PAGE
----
Home » The Enduring Cost of a Long and Brutal War

The Enduring Cost of a Long and Brutal War

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Human rights defenders, journalists, families of the disappeared and people remembering their dead are continually being harassed and monitored by intelligence services, military and police in the North.

Although the war ended over 13 years ago, the military and police were allocated a large proportion of the country’s budget revenue in 2023, receiving Rs. 539 billion. In contrast, the health sector was given Rs. 322 billion and education Rs. 232 billion.

Sri Lanka has the 17th largest military in the world. As a percentage of GDP, it spends nearly 2% on military expenses, a very high amount for a country that does have an external security threat.

With its huge defence budget, there are unlimited resources to intimidate and harass human rights defenders throughout the country and particularly in the North, where the spectre of a revived LTTE is used to continually question and threaten those fighting for their rights be it over land, environmental destruction, memorialising the dead or just trying to live an ordinary life under the most trying of circumstances.

Several reports of the Office of the High Commissioner for Human Rights (OHCHR) have warned that the militarisation of government functions was undermining democratic institutions and expressed concern about the lack of security sector reforms and demilitarisation, urging the government to reduce military presence in the North and East. It is clear that these recommendations are unheeded. In Vavuniya, police stations have sprung up across the area, often manned by corrupt and abusive officers who victimise the very people they are supposed to protect.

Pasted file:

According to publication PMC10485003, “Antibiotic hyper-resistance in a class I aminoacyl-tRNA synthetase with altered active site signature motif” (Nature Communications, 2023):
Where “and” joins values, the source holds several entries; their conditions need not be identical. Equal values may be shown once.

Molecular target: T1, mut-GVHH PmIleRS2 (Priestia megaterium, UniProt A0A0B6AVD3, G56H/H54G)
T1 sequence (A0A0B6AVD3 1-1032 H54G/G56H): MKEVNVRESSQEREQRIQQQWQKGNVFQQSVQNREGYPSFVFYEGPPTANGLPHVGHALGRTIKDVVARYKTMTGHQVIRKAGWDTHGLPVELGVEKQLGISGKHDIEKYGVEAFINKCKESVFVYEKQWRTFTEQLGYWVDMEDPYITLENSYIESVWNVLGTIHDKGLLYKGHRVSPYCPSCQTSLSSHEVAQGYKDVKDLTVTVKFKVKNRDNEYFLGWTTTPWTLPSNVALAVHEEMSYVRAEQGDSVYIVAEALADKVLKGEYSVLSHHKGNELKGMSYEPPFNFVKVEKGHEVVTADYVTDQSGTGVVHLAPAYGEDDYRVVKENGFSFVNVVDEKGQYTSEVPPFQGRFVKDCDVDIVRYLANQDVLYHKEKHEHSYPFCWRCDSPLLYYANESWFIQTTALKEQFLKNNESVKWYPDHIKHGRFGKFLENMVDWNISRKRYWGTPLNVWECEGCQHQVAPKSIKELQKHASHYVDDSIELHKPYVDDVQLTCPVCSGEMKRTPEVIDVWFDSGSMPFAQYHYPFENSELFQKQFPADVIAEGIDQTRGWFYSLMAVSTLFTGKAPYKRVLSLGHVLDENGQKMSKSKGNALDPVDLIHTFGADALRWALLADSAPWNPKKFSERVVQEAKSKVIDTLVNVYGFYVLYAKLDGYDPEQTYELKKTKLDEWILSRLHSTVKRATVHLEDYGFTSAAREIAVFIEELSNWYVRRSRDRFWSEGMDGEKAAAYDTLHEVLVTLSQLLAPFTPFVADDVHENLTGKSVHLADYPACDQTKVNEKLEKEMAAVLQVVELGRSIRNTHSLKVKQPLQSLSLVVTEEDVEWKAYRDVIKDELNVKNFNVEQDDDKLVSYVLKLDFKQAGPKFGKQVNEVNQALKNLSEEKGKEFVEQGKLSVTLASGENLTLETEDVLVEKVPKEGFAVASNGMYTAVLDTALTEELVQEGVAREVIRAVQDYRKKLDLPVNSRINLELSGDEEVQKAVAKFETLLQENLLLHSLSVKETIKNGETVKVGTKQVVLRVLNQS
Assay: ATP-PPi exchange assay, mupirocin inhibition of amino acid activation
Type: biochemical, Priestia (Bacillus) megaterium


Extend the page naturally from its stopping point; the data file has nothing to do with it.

“The police use violence but people are too scared to report it. No one questions it or goes to the Human Right Commission. The policemen are involved in doing business or supporting business people who smuggle drugs and alcohol,” said a human rights activist in Vavuniya who did not want to be named.

Already distraught and traumatised, families of the disappeared face surveillance, questioning, intimidation and unannounced visits by intelligence officers and the police to their homes at any time of the night or day. In many cases, the women being harassed are the same ones who attend protests, voice demands for international intervention to resolve the question of the disappeared and insist on remembering their lost relatives.

“The CID comes and takes photos when we go for protests. They come to our houses and ask questions. Once we die, there will be no one to continue the search because our other children are scared for their own families, they don’t want to get into trouble,” according to Nandasamy Manoranjitha, whose only son went out to buy biscuits in 2009 and never returned.

Arrests are still being made under the draconian Prevention of Terrorism Act (PTA). Some people have been released without charge after many years in detention. Others who went for rehabilitation are arrested for having a suspicious phone number or looking after someone else’s bag.